On November 6th, Bossier and Webster Parish voters will elect a Judge for Section E to replace Judge Bruce Bolin, who retired early this year. That spot has been filled temporarily by Judge & former Supreme Court Justice Joe Bleich of Ruston.
Three candidates qualifed for the position, Mike Nerren of Bossier City, who is an Assistant District Attorney and who maintains a private practice, Springhill City Judge John Slattery, who is also a former Assistant District Attorney and who also has a private practice, and Whit Graves, another former Assistant District Attorney who has a private practice in Bossier City.
I invited all three candidates to address My Bossier readers with two or three paragraphs discussing their qualifications and experience.
Judge John Slattery
I know that I can do the job of District Judge because I have performed it before! I was previously appointed by the Louisiana Supreme Court to temporarily serve as judge for the 26th Judicial District Court. I have also been temporarily appointed to preside as Bossier City Court Judge. During my twelve year tenure as Springhill City Court and Ward II Judge, I have ruled on almost 40,000 cases and am very proud of the fact that not a single decision from my court has been overturned! In addition, I have served as a Juvenile Drug Court Judge for the past ten years. As a judge, I have presided over felony and misdemeanor cases such as rape, burglary, arson, DWI, and possession of controlled dangerous substances. Furthermore, I have received the honor of being chosen as one of 19 judges from the state of Louisiana to serve on the Board of Governors. This Board provides quality legal education for all of the judges in our state. I have also been elected by my peers as the President of the Louisiana City Judges Association.
In addition to my judicial experience, I have practiced law for 29 years. I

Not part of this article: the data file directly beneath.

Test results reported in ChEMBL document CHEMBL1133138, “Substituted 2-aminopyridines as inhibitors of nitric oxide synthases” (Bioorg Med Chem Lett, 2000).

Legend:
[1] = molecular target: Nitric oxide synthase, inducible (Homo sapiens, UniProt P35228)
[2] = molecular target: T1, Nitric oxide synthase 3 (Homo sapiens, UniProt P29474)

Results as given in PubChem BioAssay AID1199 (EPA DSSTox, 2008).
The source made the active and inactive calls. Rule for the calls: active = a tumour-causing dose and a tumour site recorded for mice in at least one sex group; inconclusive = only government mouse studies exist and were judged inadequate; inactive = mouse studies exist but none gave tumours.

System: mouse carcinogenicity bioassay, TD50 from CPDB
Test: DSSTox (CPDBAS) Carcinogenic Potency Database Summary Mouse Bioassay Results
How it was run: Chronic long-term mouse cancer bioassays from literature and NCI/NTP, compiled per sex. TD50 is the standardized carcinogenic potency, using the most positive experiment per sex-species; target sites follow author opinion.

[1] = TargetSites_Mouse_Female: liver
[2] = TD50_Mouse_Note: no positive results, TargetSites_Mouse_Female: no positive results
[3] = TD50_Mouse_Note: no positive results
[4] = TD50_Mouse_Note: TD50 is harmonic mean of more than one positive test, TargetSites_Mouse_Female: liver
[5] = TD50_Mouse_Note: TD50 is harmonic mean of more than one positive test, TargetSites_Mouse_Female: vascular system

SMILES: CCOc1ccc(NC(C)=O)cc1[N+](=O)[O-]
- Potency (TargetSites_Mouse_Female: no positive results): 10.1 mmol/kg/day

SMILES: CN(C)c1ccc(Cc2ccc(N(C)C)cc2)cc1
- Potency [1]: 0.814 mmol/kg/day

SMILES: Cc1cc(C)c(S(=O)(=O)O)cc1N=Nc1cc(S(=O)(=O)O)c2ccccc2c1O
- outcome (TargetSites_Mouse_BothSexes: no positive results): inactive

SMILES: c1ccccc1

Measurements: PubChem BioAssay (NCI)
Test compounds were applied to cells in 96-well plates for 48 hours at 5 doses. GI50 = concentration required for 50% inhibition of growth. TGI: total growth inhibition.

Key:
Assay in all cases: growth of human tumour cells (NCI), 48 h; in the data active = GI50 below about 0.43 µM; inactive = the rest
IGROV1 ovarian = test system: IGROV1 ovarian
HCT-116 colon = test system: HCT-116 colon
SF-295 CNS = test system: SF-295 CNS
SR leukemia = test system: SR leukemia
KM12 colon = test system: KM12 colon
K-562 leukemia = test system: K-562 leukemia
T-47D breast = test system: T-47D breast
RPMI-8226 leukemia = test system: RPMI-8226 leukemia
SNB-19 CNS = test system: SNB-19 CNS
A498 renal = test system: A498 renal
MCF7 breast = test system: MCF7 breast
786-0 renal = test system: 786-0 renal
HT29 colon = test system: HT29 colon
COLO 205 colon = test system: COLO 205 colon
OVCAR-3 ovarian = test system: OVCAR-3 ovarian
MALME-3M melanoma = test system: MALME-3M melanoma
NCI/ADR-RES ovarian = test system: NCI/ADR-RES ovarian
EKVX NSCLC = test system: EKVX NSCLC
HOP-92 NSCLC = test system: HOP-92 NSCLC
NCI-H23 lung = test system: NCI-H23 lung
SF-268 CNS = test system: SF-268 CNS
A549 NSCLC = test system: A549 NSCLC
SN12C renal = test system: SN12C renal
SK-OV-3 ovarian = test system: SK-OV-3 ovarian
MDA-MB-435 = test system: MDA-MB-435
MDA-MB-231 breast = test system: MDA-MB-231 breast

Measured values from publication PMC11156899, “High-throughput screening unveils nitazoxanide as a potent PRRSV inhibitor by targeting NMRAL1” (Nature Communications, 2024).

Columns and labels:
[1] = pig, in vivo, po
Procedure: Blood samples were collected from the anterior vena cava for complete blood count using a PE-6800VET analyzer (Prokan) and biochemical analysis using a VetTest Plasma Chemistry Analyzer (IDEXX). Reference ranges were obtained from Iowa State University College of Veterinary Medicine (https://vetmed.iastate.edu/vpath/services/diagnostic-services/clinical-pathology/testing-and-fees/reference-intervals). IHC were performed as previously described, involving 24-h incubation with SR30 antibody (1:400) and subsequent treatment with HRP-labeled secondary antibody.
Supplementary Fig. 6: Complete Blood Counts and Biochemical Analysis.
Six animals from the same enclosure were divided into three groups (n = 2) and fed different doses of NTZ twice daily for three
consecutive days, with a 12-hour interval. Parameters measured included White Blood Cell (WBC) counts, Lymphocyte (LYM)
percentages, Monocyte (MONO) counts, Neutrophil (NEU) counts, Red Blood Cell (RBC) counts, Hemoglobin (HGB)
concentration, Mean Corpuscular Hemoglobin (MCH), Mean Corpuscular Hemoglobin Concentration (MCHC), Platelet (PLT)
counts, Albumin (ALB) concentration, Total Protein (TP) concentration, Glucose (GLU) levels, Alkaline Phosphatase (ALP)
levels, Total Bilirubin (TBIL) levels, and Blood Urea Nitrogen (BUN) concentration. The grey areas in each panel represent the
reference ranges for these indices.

was legal counsel for Citizen Bank and Trust Company, which recently merged
with Citizens National Bank in Bossier. As an attorney, I have represented
doctors, contractors, insurance companies, businesses, and thousands of
individuals. For fifteen years, I worked under Henry Brown as an assistant district attorney for Bossier and Webster Parishes. Additionally, I served as Springhill’s City Attorney for 13 years, and I represented four other municipalities as their attorney before becoming a Judge. I have handled virtually every type of case that a District Judge will hear.
My greatest strength as a candidate is that I do not need any ‘on the job
training’ since I have already performed the job as 26th Judicial District Court
Judge, Ward II Judge, and Juvenile Drug Court Judge for the state of Louisiana. As a judge and attorney, I strive to ensure that everyone is treated fairly and equally under the law. I am the only candidate that has actual judicial experience. As a result, I feel that I possess the necessary experience, qualifications and judicial temperament to be the next 26th Judicial District Court Judge for Bossier and
Mike Nerren has been a Bossier Parish Resident for over 40 years. After graduating from Haughton High School in 1981, Mike attained a double major in Management and Finance at LSU Shreveport and then a Juris Doctorate from LSU Law School in Baton Rouge.
For the past 18 years Mike Nerren has practiced law both privately and as an Assistant District Attorney for the 26th Judicial District. During this time he has